November 5, 2009
House Financial Services Committee Passes Investor Protection Legislation
The House Financial Services Committee voted (41-28) on Nov. 4 to recommend the Investor Protection Act of 2009(Download H.R.3817) that has a variety of measures intended to improve investor protection and increase investor confidence. Here is the Committtee's Press Release.
The bill contains two provisions of particular interest to retail investors.
First, the Act requires the SEC to establish a uniform "fiduciary duty" for broker, dealers and investment advisers providing personalized investment advice to retail customers. The proposed language does this in a somewhat convoluted manner. Section 103 amends the Securities Exchange Act and requires the SEC to promulgate rules that the standard of conduct for these brokers and dealers shall be the same as the standard of conduct for investment advisers. In turn, the Investment Advisers Act would be amended to require the SEC to promulgate rules to provide that the standards of conduct for all such brokers, dealers and investment advisers shall be "to act in the best interest of the customer" without regard to the financial or other interest of the advice provider.
The proposed legislation would also require the SEC to "harmonize," to the extent possible, enforcement and remedy regulations applicable to brokers, dealers and investment advisers.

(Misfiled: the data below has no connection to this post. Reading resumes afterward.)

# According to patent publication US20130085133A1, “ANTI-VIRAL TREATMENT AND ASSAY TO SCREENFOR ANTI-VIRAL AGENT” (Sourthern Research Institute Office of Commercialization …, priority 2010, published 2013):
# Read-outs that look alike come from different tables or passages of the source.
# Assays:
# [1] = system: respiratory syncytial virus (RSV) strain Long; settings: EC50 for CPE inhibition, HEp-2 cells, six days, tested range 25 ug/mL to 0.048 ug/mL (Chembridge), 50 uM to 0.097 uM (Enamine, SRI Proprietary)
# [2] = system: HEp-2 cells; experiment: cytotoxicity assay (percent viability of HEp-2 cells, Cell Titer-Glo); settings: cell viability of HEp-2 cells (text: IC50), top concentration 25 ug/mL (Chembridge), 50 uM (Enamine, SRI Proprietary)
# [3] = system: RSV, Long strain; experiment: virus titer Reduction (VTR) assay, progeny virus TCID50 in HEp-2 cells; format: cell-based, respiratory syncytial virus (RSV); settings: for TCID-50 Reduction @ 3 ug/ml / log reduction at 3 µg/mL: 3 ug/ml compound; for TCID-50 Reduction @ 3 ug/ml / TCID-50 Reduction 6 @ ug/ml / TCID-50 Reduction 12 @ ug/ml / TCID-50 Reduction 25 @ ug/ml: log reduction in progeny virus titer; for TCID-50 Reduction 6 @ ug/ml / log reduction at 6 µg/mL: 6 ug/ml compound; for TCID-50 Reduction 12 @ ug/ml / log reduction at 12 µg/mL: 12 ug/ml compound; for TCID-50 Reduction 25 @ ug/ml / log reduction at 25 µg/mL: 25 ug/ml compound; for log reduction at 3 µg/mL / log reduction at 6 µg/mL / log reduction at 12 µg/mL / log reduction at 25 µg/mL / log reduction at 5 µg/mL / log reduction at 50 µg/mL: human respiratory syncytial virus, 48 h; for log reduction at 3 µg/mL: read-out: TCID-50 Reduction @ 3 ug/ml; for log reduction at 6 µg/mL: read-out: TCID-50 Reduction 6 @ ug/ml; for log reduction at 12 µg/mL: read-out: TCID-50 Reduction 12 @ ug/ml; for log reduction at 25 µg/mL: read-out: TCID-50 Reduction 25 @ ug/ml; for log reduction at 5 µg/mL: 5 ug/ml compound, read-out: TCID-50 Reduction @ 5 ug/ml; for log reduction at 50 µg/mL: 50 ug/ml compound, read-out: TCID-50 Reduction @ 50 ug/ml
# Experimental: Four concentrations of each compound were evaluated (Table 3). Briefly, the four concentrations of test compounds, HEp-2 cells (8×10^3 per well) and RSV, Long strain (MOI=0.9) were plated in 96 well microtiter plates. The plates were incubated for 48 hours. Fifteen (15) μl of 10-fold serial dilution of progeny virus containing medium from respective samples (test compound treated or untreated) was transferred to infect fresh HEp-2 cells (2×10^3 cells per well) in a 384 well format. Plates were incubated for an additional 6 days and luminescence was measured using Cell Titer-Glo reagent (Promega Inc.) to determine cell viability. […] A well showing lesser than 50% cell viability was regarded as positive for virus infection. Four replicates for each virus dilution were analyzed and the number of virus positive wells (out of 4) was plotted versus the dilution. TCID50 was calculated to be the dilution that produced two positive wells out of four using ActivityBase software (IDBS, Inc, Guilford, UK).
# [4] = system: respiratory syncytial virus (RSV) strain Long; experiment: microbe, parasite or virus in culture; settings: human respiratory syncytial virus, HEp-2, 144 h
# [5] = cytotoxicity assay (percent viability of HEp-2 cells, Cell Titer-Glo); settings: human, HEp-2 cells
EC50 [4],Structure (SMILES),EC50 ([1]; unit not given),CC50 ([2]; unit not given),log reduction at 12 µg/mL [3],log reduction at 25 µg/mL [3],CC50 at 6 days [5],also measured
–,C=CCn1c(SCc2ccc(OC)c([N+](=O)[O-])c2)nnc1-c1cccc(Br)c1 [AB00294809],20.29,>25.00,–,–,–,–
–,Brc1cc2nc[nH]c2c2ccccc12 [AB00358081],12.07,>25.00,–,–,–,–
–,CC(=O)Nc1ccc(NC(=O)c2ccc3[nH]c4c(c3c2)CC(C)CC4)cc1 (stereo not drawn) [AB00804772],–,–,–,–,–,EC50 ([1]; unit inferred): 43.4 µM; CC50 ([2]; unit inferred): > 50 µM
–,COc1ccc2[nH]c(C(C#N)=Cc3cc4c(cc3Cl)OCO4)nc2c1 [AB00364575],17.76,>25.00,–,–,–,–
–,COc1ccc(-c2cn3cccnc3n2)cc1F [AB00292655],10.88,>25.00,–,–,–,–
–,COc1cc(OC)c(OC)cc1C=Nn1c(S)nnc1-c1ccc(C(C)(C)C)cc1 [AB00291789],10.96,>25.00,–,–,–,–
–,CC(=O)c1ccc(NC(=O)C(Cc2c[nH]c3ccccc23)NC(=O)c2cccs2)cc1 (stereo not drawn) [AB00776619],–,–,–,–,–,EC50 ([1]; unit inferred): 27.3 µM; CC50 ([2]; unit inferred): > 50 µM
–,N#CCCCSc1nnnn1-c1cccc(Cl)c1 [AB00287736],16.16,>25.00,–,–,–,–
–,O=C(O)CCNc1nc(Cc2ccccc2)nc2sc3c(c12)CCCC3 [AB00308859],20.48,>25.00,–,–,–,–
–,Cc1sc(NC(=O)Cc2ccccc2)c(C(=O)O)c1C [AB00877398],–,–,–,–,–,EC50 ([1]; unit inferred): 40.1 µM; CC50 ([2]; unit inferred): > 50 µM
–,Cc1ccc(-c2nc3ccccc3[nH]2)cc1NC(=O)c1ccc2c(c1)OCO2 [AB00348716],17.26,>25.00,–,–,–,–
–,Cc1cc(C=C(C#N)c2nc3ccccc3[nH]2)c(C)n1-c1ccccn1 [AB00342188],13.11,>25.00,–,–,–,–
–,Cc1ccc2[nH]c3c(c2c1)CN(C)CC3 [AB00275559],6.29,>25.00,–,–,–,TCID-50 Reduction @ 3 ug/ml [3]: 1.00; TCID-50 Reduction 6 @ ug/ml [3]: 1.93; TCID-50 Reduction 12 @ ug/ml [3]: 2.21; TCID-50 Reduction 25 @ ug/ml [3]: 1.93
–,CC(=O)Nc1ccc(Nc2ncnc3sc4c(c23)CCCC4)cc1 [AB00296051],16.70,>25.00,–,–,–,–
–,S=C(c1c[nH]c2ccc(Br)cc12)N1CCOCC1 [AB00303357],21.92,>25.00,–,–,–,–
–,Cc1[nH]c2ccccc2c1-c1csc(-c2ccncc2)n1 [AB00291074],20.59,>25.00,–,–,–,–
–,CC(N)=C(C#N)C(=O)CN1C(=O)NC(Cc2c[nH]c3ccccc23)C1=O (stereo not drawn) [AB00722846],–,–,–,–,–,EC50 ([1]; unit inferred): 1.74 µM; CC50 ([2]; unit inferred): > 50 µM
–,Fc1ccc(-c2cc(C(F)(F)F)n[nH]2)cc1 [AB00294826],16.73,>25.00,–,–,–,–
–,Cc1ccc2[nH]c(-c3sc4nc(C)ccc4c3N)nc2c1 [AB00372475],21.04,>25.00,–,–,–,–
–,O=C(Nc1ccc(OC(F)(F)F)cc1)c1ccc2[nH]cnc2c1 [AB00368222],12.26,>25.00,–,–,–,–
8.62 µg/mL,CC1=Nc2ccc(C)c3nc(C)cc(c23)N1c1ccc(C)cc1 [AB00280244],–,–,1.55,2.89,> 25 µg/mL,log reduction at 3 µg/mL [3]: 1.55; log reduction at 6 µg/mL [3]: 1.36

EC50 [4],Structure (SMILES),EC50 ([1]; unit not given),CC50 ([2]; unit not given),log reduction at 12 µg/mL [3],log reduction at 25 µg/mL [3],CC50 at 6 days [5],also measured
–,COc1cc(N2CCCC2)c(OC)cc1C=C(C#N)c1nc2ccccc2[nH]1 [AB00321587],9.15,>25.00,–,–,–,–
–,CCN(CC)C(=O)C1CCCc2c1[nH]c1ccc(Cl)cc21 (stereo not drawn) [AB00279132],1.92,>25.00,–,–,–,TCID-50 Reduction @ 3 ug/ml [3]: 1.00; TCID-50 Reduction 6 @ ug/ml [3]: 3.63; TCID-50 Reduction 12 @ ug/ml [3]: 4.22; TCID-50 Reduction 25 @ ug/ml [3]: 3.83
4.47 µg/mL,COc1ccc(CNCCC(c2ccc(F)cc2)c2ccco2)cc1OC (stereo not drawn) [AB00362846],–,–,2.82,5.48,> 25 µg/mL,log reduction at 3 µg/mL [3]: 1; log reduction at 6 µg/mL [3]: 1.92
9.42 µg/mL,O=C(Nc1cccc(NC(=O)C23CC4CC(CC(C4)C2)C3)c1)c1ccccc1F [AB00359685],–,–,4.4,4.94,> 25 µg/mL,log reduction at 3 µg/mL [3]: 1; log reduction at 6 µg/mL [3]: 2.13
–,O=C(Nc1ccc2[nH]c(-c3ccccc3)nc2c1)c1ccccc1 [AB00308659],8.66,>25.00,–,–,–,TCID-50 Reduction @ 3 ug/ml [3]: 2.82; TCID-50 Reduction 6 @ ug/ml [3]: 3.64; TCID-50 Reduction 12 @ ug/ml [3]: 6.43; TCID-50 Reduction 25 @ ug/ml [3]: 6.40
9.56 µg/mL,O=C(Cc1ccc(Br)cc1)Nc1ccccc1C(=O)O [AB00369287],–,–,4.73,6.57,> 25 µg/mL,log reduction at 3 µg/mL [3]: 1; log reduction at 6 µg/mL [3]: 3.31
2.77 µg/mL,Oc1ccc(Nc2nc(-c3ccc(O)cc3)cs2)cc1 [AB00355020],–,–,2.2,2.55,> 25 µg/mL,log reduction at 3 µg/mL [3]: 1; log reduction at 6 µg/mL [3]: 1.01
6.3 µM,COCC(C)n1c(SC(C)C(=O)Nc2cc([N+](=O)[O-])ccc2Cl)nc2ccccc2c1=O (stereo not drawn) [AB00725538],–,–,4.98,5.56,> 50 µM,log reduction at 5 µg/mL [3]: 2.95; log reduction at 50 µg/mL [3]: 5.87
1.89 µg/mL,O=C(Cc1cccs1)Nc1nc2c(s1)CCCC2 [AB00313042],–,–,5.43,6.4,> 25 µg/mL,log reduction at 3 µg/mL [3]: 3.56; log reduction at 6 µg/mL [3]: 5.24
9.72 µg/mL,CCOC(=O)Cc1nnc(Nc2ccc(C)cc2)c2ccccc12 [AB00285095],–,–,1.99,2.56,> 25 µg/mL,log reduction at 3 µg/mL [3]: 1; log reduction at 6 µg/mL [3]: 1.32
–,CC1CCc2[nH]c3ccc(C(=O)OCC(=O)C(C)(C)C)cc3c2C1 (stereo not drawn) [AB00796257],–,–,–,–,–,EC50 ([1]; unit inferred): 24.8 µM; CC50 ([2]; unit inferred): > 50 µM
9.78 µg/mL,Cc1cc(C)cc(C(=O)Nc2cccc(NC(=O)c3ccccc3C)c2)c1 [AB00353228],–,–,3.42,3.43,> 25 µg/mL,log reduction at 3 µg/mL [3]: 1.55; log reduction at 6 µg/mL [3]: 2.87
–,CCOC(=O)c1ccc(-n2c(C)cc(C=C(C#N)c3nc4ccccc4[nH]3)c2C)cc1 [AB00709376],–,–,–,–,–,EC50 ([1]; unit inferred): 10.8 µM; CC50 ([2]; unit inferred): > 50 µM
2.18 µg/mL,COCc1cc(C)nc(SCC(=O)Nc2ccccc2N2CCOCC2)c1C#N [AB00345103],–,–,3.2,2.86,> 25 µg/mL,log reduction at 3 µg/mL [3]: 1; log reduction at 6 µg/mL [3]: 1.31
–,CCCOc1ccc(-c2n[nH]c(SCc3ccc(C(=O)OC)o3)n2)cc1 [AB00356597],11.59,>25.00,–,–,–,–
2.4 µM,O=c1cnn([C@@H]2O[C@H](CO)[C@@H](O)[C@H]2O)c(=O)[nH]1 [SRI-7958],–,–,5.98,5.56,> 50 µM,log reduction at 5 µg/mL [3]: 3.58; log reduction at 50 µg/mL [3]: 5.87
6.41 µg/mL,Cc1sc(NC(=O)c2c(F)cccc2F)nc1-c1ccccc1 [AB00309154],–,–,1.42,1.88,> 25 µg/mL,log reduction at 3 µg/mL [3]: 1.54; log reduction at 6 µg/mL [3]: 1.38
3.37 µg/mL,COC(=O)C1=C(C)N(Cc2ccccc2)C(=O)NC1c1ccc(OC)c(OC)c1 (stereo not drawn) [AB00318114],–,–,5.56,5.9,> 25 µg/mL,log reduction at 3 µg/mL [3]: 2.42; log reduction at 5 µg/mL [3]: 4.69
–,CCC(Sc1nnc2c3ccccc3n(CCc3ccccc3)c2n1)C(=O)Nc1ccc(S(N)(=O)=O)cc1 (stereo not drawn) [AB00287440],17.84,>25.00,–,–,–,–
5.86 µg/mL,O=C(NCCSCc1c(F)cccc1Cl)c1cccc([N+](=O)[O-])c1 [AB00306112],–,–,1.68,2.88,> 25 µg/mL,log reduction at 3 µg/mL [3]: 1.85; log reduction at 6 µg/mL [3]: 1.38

Second, section 201 of the proposed legislation gives the SEC the authority to prohibit or limit agreements that require customers of brokers, dealers, and investment advisers to arbitrate disputes "arising under the Federal securities laws or the rules of an SRO" if the SEC finds that it would be in the public interest and for the protection of investors. Notice that, under this language, agreements to arbitrate disputes arising under state law are not explicitly prohibited. Since many customers' disputes are negligence or breach of fiduciary duty claims arising under state law (since federal securities fraud requires scienter and federal courts do not recognize a private claim under SRO rules), adoption of this legislation may revive the complications that existed pre-McMahon, where federal claims could be brought in court while state claims arising under the same facts would go to arbitration.
The proposed legislation contains a number of other provisions of large and small import, including an increase in the agency's funding. It is reported in the press that a bipartisan amendment was added to the bill, to exempt permanently businesses valued at $75 million or less from the SOX 404(b) attestation requirement. The SEC had exempted these firms from the requirement, but the exemption is scheduled to expire in 2011.
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